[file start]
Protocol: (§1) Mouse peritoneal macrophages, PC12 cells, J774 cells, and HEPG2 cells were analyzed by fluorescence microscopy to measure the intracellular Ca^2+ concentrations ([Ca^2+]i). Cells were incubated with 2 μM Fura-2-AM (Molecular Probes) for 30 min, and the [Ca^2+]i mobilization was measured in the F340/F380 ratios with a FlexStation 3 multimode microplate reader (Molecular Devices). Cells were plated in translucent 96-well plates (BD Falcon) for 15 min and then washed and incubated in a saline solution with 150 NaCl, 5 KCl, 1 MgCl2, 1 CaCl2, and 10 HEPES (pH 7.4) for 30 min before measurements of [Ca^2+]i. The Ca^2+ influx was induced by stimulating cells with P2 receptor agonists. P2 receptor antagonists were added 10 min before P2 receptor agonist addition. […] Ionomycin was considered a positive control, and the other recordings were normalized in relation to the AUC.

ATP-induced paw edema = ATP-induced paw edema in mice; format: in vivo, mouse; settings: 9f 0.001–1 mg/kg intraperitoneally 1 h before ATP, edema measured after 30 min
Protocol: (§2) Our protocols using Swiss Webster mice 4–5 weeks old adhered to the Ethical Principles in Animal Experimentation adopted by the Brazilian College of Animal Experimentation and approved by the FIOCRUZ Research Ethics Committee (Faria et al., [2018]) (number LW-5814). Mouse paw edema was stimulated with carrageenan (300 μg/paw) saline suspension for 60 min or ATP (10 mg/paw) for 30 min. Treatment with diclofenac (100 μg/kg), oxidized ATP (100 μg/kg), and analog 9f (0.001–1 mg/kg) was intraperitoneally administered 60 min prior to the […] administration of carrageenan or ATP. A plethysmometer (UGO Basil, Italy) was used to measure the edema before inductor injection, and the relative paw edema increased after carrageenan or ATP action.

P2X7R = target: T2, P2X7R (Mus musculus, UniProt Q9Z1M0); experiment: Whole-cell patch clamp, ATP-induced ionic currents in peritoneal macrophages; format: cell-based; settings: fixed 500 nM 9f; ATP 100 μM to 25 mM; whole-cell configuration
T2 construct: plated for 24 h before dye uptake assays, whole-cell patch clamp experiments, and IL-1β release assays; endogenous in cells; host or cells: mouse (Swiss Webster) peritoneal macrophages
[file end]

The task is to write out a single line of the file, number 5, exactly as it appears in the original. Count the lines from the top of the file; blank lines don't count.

T2 construct: plated for 24 h before dye uptake assays, whole-cell patch clamp experiments, and IL-1β release assays; endogenous in cells; host or cells: mouse (Swiss Webster) peritoneal macrophages